Henry VIII carved oak canted cupboard

England, probably East Anglia

W 59" × H 39" × D 19"

Stock # MARH0220


More information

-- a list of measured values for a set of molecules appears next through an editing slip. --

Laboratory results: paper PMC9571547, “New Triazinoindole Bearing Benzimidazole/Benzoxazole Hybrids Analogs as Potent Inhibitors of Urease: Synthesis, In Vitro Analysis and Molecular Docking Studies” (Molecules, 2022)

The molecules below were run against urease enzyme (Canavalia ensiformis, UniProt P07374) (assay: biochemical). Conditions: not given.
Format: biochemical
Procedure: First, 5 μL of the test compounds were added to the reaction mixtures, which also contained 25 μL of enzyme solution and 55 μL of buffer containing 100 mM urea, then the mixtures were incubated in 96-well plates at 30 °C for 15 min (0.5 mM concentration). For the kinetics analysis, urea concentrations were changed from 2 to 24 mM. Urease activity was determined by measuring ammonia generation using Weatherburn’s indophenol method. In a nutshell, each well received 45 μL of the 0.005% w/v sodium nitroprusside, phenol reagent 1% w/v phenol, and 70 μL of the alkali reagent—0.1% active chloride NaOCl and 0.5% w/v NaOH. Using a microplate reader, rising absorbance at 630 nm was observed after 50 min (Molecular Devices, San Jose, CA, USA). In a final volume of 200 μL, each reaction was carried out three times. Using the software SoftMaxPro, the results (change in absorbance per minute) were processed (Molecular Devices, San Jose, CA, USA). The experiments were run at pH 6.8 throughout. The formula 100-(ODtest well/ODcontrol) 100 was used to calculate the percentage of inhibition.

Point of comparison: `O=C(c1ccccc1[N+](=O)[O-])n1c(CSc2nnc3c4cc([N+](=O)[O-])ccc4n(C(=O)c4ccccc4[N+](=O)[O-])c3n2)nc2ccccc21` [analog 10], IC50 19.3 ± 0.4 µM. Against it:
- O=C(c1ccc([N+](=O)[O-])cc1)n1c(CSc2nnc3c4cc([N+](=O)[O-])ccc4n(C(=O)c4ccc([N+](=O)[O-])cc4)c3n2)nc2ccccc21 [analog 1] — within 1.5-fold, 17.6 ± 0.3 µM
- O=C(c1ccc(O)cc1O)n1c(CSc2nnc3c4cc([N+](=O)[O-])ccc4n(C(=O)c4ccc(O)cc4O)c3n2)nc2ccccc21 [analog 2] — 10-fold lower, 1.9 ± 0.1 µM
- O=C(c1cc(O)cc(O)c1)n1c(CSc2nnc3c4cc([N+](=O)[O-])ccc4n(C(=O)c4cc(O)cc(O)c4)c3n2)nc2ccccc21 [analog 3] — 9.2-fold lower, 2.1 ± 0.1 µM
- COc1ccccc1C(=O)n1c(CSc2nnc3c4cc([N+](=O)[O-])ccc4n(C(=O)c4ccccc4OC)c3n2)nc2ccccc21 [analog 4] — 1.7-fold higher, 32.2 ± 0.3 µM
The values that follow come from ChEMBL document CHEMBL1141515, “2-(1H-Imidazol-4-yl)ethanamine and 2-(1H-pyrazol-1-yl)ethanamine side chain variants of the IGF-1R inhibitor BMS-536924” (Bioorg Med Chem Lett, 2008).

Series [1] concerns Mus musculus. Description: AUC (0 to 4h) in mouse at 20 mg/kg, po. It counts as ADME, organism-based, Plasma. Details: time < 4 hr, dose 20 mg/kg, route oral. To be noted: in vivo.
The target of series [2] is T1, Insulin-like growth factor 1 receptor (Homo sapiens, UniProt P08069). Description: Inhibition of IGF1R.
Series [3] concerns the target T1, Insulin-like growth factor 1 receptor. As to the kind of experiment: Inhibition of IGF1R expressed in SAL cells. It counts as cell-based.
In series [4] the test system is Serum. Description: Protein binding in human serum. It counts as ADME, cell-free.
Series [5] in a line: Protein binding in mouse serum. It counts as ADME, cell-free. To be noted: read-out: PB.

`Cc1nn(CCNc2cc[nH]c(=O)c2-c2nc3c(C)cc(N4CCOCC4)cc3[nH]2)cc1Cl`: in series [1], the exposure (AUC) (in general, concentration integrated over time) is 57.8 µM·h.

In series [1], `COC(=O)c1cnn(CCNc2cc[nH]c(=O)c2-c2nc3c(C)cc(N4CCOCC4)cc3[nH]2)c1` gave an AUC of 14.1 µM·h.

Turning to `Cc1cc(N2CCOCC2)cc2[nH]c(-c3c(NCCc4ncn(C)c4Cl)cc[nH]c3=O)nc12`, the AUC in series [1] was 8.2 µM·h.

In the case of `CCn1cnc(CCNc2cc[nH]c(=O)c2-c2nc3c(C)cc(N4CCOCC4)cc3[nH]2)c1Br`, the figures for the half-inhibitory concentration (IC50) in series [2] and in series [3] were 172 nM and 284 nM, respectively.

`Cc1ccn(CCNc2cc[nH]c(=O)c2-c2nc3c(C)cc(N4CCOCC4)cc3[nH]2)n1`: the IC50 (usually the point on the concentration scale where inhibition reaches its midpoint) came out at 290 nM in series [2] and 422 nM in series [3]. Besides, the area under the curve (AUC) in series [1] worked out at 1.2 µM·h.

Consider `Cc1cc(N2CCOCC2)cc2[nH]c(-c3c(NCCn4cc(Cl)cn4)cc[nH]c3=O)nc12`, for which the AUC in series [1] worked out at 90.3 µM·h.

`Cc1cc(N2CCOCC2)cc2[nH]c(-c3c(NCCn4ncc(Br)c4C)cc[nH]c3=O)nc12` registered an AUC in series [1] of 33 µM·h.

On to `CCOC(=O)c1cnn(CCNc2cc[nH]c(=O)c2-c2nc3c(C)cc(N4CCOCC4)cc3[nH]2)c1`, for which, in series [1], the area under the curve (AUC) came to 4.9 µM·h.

Henrican enclosed, joined buffet with doors and drawers carved with tracery and three-dimensionally modeled foliage, including representations of pomegranates and the Tudor Rose that directly reference the marriage of Henry VIII and Katherine of Aragon (1509-1533). Although pre-1550 English carving of this depth and intricacy is well represented by fixed woodwork, particularly in ecclesiastical contexts, the appearance of work of this level upon examples of movable furniture, in any condition, is an extreme rarity. Four other objects, all fragmentary, exhibit carving related in the conception and execution of motifs and the depth and intensity with which they were rendered. All date to within the same approximate timeframe and may constitute the work of a single network of possibly East Anglian joiners. Two restored remnants of joined tables with enclosed cupboards in the collection of the Victoria & Albert Museum (49-1919 and W.47-1910) bear panels carved with similar renderings of multi-petal flower-heads. On the unpublished example, this Tudor Rose panel is flanked by a panel carved with a representation of three pomegranates sprouting from a central trunk on entwined branches above downward facing asymmetric leaves. A nearly identical panel is framed into the upper, canted side of the buffet. A second, less complete buffet, little more than an assemblage of surviving panels, juxtaposes a Tudor Rose panel of the same style with a more extensive set of tracery panels. The final object, a chest in a Paris institutional collection, is constructed with board sides and a joined facade that frames four panels carved with elaborate compositions of entwined branches linked to acorns, flower-heads, seedpod-like clusters, and frilled leaves closely related to the motifs on the buffet. The buffet, chest, and both joined tables display strongly French-derived design traits: flush-mounted panels on the un-canted side of one buffet, fine dovetails securing the sides of the chest, and masons mitred joints on all five objects. Indicative of the work of immigrant artisans, the Continentalized features of the buffet and its cognates correspond with the origin of a closely aligned body of fixed woodwork on the facade of the house built around 1510 for Thomas Paycock in Coggeshall, Essex. Paycock, the most prominent clothier in the principle textile-exporting community in East Anglia, most likely employed immigrant joiners who had arrived as part of the network of cross-Channel exchange facilitated by the sixteenth-century woolens trade. The headers, columns, and frieze-boards still in situ at his house are carved in a manner that directly parallels the work on the five surviving examples of furniture. Intact, the structure of this object would have encompassed an additional tier in the form a second, enclosed cupboard, probably with a central, fixed panel. This missing section would likely have resembled what remains of the second known joined buffet of this type. Unlike the less complete upper section, this buffet is configured with only one canted side. The compelling possibility exists that this buffet, like the two buffets listed in the inventory of the Hampton Court bedchamber of Henry VIII, was one of a pair designed to flank a doorway or central dais. Despite losses and alterations, the buffets ambitious structure, the caliber of carved ornament, and its secure, iconographic link to context firmly establish it as a significant monument of high-level sixteenth-century English joinery produced before the onset of theological change. Related examples of movable furniture of this scale and complexity simply do not exist, even in institutional settings. Significant traces of probably original polychrome survive in the dropped-field surrounding the carving. Upper tier and central door lost; stiles reduced; drawers rebuilt; and some panels later cut, hinged, and refixed. * One of the joined tables with cupboard in the collection of the Victoria & Albert Museum is illustrated as cat. 319 in English Medieval Furniture and Woodwork by Charles Tracey * The surviving upper tier of the second known buffet is illustrated as figs 1-1k in The English Smile; English Furniture and The Renaissance , 1490-1590 * The chest in a Paris institution is illustrated as fig. 30 in Le Mobilier Francais Du Moyen Age a la Renaissance by Jacquieline Boccador * The house of Thomas Paycocke appears as fig. 232 in Early English Furniture and Woodwork by Cescinsky and Gribble * Simon Thurley, The Royal Palaces of Tudor England (New Haven and London: Yale University Press, 1993), p. 242.